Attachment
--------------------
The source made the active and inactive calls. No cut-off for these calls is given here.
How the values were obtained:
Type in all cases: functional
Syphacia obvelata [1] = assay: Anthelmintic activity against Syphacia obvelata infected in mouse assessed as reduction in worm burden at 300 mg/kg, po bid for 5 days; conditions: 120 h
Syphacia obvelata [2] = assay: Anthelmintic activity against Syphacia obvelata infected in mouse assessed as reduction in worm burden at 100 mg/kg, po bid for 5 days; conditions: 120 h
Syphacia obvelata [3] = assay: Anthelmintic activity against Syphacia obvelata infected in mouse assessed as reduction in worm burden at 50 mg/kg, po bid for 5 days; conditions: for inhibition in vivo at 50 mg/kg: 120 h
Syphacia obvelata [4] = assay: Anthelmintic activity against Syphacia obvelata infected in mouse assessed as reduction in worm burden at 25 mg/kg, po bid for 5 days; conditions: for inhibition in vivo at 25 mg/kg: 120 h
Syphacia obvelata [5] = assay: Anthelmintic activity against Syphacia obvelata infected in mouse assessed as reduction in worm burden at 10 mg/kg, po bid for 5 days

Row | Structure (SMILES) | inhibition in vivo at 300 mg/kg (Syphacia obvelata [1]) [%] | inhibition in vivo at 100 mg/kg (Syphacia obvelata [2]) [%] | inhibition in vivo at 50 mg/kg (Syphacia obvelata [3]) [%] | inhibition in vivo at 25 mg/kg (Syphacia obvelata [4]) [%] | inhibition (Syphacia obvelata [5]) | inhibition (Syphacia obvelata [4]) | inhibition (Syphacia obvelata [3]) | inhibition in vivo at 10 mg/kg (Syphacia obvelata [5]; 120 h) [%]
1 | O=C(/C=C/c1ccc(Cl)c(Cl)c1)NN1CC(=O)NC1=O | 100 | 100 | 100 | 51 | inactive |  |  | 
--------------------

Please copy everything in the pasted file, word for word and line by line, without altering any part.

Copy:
The source made the active and inactive calls. No cut-off for these calls is given here.
How the values were obtained:
Type in all cases: functional
Syphacia obvelata [1] = assay: Anthelmintic activity against Syphacia obvelata infected in mouse assessed as reduction in worm burden at 300 mg/kg, po bid for 5 days; conditions: 120 h
Syphacia obvelata [2] = assay: Anthelmintic activity against Syphacia obvelata infected in mouse assessed as reduction in worm burden at 100 mg/kg, po bid for 5 days; conditions: 120 h
Syphacia obvelata [3] = assay: Anthelmintic activity against Syphacia obvelata infected in mouse assessed as reduction in worm burden at 50 mg/kg, po bid for 5 days; conditions: for inhibition in vivo at 50 mg/kg: 120 h
Syphacia obvelata [4] = assay: Anthelmintic activity against Syphacia obvelata infected in mouse assessed as reduction in worm burden at 25 mg/kg, po bid for 5 days; conditions: for inhibition in vivo at 25 mg/kg: 120 h
Syphacia obvelata [5] = assay: Anthelmintic activity against Syphacia obvelata infected in mouse assessed as reduction in worm burden at 10 mg/kg, po bid for 5 days

Row | Structure (SMILES) | inhibition in vivo at 300 mg/kg (Syphacia obvelata [1]) [%] | inhibition in vivo at 100 mg/kg (Syphacia obvelata [2]) [%] | inhibition in vivo at 50 mg/kg (Syphacia obvelata [3]) [%] | inhibition in vivo at 25 mg/kg (Syphacia obvelata [4]) [%] | inhibition (Syphacia obvelata [5]) | inhibition (Syphacia obvelata [4]) | inhibition (Syphacia obvelata [3]) | inhibition in vivo at 10 mg/kg (Syphacia obvelata [5]; 120 h) [%]
1 | O=C(/C=C/c1ccc(Cl)c(Cl)c1)NN1CC(=O)NC1=O | 100 | 100 | 100 | 51 | inactive |  |  | 